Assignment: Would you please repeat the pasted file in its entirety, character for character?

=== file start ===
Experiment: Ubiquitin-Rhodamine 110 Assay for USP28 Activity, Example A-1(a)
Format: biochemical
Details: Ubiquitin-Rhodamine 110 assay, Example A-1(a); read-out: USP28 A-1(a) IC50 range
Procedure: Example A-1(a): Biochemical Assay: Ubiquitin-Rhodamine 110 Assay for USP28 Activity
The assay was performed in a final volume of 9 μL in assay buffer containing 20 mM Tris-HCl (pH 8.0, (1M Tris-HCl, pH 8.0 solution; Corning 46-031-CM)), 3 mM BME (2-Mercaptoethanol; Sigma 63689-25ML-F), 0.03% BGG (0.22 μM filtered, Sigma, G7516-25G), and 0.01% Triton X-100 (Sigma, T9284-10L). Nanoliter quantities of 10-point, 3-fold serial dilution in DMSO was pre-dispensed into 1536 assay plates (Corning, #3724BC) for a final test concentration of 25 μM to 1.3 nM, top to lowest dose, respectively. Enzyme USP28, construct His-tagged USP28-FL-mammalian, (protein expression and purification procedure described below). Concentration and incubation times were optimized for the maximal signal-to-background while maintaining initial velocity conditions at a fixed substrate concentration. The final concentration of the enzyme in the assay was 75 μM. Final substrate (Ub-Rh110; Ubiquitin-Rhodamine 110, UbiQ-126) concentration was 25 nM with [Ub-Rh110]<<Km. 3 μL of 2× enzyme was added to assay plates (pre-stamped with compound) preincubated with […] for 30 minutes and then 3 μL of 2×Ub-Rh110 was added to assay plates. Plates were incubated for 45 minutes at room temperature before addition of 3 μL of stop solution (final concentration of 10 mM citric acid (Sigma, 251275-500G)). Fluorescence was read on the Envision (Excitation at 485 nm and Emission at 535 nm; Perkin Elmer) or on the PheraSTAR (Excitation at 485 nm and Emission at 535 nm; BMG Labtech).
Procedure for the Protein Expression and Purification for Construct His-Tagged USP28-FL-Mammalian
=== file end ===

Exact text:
Experiment: Ubiquitin-Rhodamine 110 Assay for USP28 Activity, Example A-1(a)
Format: biochemical
Details: Ubiquitin-Rhodamine 110 assay, Example A-1(a); read-out: USP28 A-1(a) IC50 range
Procedure: Example A-1(a): Biochemical Assay: Ubiquitin-Rhodamine 110 Assay for USP28 Activity
The assay was performed in a final volume of 9 μL in assay buffer containing 20 mM Tris-HCl (pH 8.0, (1M Tris-HCl, pH 8.0 solution; Corning 46-031-CM)), 3 mM BME (2-Mercaptoethanol; Sigma 63689-25ML-F), 0.03% BGG (0.22 μM filtered, Sigma, G7516-25G), and 0.01% Triton X-100 (Sigma, T9284-10L). Nanoliter quantities of 10-point, 3-fold serial dilution in DMSO was pre-dispensed into 1536 assay plates (Corning, #3724BC) for a final test concentration of 25 μM to 1.3 nM, top to lowest dose, respectively. Enzyme USP28, construct His-tagged USP28-FL-mammalian, (protein expression and purification procedure described below). Concentration and incubation times were optimized for the maximal signal-to-background while maintaining initial velocity conditions at a fixed substrate concentration. The final concentration of the enzyme in the assay was 75 μM. Final substrate (Ub-Rh110; Ubiquitin-Rhodamine 110, UbiQ-126) concentration was 25 nM with [Ub-Rh110]<<Km. 3 μL of 2× enzyme was added to assay plates (pre-stamped with compound) preincubated with […] for 30 minutes and then 3 μL of 2×Ub-Rh110 was added to assay plates. Plates were incubated for 45 minutes at room temperature before addition of 3 μL of stop solution (final concentration of 10 mM citric acid (Sigma, 251275-500G)). Fluorescence was read on the Envision (Excitation at 485 nm and Emission at 535 nm; Perkin Elmer) or on the PheraSTAR (Excitation at 485 nm and Emission at 535 nm; BMG Labtech).
Procedure for the Protein Expression and Purification for Construct His-Tagged USP28-FL-Mammalian